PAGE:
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Consumer Reports praises recall of Beech Nut Single Grain Rice Cereal due to concerning levels of arsenic

CR calls for strict limits on other heavy metals in baby food to protect children from dangerous exposure

WASHINGTON, D.C. – Consumer Reports praised the announcement today by the Beech Nut Nutrition Company that it has agreed to voluntarily recall its Beech Nut Single Grain Rice Cereal because it contains levels of inorganic arsenic that exceed the guidance level adopted by the agency to protect infants and toddlers from exposure.  In addition, the company has decided to no longer sell the product because of concerns that it may not be able to consistently abide by the guidance level in the future.

Today’s recall was possible because the FDA set guidance level limits on inorganic arsenic in infant rice cereal in August 2020. But there are no limits on arsenic in other baby foods or limits for other heavy metals, including cadmium, lead, and mercury despite the potential health risk to young children.  CR is calling on Congress to require the FDA to adopt strict limits by passing the Baby Food Safety Act of 2021.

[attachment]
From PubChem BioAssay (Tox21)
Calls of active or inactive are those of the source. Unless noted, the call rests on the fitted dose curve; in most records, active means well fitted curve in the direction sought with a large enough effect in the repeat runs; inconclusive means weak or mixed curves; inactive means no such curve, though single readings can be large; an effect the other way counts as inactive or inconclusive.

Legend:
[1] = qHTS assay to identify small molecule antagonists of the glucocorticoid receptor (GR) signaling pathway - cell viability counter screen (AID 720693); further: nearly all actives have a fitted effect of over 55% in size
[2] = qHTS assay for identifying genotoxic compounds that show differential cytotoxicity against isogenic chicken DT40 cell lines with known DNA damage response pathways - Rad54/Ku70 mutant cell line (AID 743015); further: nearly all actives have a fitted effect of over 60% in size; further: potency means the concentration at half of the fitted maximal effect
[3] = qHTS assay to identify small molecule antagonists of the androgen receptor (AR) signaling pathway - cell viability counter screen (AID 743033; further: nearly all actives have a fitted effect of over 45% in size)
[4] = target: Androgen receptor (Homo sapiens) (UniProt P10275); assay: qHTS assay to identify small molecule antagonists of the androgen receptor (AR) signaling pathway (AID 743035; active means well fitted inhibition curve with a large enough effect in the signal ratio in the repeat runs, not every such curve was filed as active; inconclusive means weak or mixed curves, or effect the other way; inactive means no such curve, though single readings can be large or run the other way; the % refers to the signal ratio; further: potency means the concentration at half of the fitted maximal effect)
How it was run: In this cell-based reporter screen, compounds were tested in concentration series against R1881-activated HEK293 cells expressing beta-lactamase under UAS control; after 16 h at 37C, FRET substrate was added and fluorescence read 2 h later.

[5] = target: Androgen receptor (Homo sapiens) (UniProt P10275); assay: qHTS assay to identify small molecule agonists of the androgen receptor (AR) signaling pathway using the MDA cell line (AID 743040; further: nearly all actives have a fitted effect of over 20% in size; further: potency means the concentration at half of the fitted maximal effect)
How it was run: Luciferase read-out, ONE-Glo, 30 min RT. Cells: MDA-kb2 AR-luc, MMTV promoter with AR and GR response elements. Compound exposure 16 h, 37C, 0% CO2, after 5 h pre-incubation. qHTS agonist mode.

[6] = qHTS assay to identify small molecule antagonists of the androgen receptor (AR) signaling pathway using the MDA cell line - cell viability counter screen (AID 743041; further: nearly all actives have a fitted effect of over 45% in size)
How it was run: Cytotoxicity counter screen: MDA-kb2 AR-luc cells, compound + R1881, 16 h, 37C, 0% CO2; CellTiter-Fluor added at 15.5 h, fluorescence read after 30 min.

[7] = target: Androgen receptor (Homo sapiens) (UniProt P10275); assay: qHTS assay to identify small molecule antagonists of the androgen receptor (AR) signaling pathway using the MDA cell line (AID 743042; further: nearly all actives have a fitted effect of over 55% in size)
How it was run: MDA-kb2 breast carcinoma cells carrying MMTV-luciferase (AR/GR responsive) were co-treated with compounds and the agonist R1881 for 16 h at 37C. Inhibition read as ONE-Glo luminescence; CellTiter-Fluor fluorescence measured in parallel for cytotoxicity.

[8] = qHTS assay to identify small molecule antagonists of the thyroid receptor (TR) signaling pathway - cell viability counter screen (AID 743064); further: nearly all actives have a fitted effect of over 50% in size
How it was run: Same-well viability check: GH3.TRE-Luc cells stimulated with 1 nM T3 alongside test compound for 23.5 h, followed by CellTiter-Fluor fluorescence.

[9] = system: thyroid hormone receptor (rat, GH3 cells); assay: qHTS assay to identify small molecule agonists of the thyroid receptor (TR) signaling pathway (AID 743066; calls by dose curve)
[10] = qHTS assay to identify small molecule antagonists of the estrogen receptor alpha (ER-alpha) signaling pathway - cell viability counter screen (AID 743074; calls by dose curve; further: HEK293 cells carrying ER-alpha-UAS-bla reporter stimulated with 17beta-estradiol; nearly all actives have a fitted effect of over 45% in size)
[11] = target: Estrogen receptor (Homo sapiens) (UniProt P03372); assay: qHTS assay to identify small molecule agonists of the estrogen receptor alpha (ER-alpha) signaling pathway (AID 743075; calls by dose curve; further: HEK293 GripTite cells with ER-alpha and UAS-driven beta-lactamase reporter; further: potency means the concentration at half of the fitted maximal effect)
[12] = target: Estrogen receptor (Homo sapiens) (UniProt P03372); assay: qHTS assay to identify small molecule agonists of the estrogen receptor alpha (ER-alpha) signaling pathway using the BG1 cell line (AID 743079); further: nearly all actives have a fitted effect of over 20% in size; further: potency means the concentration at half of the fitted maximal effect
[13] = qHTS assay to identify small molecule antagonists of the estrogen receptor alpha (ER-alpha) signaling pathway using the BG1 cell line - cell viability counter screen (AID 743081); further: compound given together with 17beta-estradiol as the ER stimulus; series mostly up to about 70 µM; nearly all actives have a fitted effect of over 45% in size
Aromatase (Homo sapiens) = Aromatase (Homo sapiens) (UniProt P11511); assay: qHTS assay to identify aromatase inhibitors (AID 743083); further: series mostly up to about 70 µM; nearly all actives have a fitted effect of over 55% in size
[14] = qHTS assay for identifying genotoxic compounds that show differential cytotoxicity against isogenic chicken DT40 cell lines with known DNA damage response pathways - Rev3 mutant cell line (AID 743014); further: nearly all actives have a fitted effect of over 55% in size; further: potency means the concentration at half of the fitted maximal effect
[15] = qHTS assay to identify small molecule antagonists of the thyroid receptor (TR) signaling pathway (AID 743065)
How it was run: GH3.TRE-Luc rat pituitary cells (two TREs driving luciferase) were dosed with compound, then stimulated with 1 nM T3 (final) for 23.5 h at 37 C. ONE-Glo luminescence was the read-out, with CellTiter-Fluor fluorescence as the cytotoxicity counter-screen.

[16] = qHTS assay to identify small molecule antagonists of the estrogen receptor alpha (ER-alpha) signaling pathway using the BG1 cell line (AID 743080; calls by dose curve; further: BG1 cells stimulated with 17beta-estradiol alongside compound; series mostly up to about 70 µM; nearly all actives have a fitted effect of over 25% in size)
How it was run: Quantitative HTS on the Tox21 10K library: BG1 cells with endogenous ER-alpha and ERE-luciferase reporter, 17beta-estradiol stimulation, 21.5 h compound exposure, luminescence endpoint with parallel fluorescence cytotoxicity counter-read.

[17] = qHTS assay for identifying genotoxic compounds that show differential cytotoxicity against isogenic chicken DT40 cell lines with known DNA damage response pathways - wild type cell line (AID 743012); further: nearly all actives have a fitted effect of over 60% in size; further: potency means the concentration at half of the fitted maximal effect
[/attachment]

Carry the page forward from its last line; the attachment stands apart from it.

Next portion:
“We’ve known for years that toxic heavy metals are found in popular baby foods and can lead to serious health problems in children over time,” said Brian Ronholm, director of food policy for Consumer Reports. “This recall underscores why we need strict limits to keep dangerous heavy metals out of the food that so many parents serve their young children every day. Congress should pass the Baby Food Safety Act so that the FDA can better protect vulnerable infants and toddlers from being exposed to toxic substances in the food they eat.”

For more than a decade, CR has called on the FDA to establish strict limits given its own tests and research by others showing concerning levels of heavy metals in baby food that can pose serious health problems in children. In April, the FDA announced an action plan to reduce heavy metals in baby food, but the timeline for adopting limits would leave infants exposed to concerning levels of toxic substances for the next several years. It’s unclear whether the plan will result in the kind of strict limits needed to protect children, according to Consumer Reports.

In March, U.S. Rep. Raja Krishnamoorthi, along with U.S. Sens. Amy Klobuchar and Tammy Duckworth, and U.S. Rep. Tony Cardenas, introduced the Baby Food Safety Act of 2021, which requires the FDA to establish aggressive limits for baby cereal and all other baby foods for cadmium, inorganic arsenic, lead, and mercury that would go into effect two years after the bill is signed into law.